Just off Interstate 81 on Route 52, in Wytheville in western Virginia, stand a log house and a white church building surrounded by a cemetery. A historical marker informs the visitor that the church, St. John’s Lutheran, closed since 1924, was built in 1854 on the foundations of a church dating back to around 1800. A plaque in front of the log house reports that it was built around 1807 and was once owned by a Reverend George Daniel Flohr. Slated for destruction, it was rescued and moved to its present site in 1984. In the adjacent cemetery, where the oldest readable stones bear dates of around 1805, one grave is distinguished by inscriptions in Latin, German, and English that identify it as the final resting place of the minister. Reverend Flohr departed this life on April 30, 1826.
But could Rev. George Daniel Flohr and Pvt. Georg Daniel Flohr actually be the same person? And how did the German soldier become the Virginia clergyman? My quest for the answers began with some useful pages from Mary Kegley’s History of Wythe County and soon expanded into state and local archives, county courthouses, parish libraries, and university and church records in Germany, France, Pennsylvania, Maryland, West Virginia, and Virginia.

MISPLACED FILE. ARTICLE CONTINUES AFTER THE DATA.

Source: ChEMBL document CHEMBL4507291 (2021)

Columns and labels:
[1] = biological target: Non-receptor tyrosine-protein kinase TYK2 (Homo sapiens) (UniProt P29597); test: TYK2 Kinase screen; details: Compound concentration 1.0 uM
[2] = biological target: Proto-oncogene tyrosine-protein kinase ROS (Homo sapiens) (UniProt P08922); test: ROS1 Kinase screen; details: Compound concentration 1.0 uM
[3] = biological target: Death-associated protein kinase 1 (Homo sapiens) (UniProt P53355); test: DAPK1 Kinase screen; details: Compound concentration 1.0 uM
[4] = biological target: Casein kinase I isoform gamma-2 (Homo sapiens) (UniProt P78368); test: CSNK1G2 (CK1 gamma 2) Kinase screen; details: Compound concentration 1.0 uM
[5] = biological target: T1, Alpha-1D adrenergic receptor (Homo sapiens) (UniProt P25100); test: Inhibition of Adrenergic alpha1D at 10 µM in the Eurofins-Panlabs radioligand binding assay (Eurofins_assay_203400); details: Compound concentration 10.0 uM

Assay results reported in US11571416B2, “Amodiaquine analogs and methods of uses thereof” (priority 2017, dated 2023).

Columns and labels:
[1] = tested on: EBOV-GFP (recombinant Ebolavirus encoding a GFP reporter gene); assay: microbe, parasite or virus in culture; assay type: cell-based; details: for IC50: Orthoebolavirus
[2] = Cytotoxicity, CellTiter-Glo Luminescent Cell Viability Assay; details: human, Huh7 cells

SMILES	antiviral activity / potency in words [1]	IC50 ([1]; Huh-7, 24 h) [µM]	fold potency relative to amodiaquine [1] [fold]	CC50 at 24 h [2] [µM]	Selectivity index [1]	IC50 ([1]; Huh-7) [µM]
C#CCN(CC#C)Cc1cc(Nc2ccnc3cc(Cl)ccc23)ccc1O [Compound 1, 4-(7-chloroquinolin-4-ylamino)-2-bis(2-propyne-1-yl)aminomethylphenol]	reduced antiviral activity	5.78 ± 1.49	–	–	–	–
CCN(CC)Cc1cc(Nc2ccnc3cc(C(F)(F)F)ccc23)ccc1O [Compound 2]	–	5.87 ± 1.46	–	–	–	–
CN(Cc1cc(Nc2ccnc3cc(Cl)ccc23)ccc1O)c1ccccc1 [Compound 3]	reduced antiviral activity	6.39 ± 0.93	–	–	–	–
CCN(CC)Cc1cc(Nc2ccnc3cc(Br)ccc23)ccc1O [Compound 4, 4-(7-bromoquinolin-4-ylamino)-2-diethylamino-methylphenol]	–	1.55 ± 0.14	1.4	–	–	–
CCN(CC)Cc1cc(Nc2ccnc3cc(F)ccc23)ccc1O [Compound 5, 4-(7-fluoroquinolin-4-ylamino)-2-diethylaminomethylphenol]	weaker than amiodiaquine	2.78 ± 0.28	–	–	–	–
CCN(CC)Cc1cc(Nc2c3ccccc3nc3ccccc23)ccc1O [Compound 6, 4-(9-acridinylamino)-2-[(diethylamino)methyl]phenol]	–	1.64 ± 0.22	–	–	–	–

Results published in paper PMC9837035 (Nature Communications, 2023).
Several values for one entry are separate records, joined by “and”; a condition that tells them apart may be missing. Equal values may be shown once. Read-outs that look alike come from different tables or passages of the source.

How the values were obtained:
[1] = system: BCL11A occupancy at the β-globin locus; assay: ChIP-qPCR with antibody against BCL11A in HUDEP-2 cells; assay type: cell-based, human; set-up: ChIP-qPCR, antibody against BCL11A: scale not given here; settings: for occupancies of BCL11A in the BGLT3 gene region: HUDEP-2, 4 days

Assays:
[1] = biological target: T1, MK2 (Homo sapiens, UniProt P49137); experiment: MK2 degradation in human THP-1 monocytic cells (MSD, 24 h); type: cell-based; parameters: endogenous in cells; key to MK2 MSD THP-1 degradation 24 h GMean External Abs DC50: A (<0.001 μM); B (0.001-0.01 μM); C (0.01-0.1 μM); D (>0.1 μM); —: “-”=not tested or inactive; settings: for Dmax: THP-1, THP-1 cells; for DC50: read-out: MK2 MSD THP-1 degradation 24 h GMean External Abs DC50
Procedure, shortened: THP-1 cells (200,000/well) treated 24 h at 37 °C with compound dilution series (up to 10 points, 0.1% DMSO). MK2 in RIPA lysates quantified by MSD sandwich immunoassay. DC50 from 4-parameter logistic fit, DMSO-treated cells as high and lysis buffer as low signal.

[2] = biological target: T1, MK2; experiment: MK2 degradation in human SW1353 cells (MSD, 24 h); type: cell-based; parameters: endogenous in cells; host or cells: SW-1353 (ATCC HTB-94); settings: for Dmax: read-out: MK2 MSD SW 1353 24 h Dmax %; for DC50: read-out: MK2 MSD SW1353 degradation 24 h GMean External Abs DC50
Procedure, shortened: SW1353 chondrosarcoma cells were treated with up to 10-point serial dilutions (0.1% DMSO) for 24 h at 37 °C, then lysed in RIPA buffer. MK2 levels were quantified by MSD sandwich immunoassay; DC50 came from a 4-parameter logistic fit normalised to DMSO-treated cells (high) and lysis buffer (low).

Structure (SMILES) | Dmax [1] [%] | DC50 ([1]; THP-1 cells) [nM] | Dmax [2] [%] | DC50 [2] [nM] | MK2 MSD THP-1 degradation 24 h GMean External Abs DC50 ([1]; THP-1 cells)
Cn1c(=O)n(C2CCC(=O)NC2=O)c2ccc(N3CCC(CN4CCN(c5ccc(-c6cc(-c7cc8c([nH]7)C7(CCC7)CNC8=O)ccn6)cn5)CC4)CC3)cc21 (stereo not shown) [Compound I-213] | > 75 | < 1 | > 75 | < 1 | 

I was especially happy to find a volume of Reverend Flohr’s sermons published in 1840 with a biographical preface by the Reverend John T. Tabler of Wythe. According to Tabler, the preacher Flohr had been born in Germany around 1759, but German church records indicate that Private Flohr had been born in August 1756. Regimental records give both 1758 and 1760 as his birthdate; the Wytheville tombstone, August 1762. Such discrepancies in eighteenth-century dates are common enough that these five different birthdays didn’t rule out the possibility that Private Flohr had indeed emigrated to the United States to settle in Wytheville.
We know that Private Flohr was in Strasbourg in June 1788; after that the trail grows cold. The Strasbourg census of August 1789 does not list a Flohr living in the city. Not long after that time, according to Tabler, the future Reverend Flohr was in Paris and studying medicine. In a frustratingly opaque account of the turning point in Flohr’s life, Tabler writes that on January 22, 1793, “the morning of the execution of Louis XVI, the accidental, but awful death of an individual near Mr. F., so operated on his mind as to render him averse to the further prosecution of his medical studies. This change of purpose may no longer create surprise in the reader, when told that a part of the mangled body was cast against Mr. F.”